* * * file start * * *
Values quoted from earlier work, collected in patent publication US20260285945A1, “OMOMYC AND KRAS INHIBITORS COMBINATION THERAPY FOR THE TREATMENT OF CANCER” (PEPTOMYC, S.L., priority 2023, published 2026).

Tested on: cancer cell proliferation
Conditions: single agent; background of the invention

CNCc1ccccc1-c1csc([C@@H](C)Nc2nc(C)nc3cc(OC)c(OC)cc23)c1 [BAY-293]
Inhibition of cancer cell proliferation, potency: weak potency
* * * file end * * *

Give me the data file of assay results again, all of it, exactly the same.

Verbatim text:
Values quoted from earlier work, collected in patent publication US20260285945A1, “OMOMYC AND KRAS INHIBITORS COMBINATION THERAPY FOR THE TREATMENT OF CANCER” (PEPTOMYC, S.L., priority 2023, published 2026).

Tested on: cancer cell proliferation
Conditions: single agent; background of the invention

CNCc1ccccc1-c1csc([C@@H](C)Nc2nc(C)nc3cc(OC)c(OC)cc23)c1 [BAY-293]
Inhibition of cancer cell proliferation, potency: weak potency